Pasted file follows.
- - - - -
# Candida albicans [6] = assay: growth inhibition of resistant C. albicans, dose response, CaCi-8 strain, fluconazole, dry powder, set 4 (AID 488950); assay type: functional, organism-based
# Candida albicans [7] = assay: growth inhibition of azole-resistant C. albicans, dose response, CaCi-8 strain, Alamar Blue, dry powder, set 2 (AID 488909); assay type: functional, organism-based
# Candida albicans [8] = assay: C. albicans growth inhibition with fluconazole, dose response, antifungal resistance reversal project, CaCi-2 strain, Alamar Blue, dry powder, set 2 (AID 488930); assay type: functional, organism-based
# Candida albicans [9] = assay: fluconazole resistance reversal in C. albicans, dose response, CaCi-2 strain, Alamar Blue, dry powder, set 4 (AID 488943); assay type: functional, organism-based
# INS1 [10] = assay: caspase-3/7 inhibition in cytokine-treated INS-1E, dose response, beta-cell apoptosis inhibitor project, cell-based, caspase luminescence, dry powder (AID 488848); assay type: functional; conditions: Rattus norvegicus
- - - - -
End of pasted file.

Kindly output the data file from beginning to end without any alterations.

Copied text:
# Candida albicans [6] = assay: growth inhibition of resistant C. albicans, dose response, CaCi-8 strain, fluconazole, dry powder, set 4 (AID 488950); assay type: functional, organism-based
# Candida albicans [7] = assay: growth inhibition of azole-resistant C. albicans, dose response, CaCi-8 strain, Alamar Blue, dry powder, set 2 (AID 488909); assay type: functional, organism-based
# Candida albicans [8] = assay: C. albicans growth inhibition with fluconazole, dose response, antifungal resistance reversal project, CaCi-2 strain, Alamar Blue, dry powder, set 2 (AID 488930); assay type: functional, organism-based
# Candida albicans [9] = assay: fluconazole resistance reversal in C. albicans, dose response, CaCi-2 strain, Alamar Blue, dry powder, set 4 (AID 488943); assay type: functional, organism-based
# INS1 [10] = assay: caspase-3/7 inhibition in cytokine-treated INS-1E, dose response, beta-cell apoptosis inhibitor project, cell-based, caspase luminescence, dry powder (AID 488848); assay type: functional; conditions: Rattus norvegicus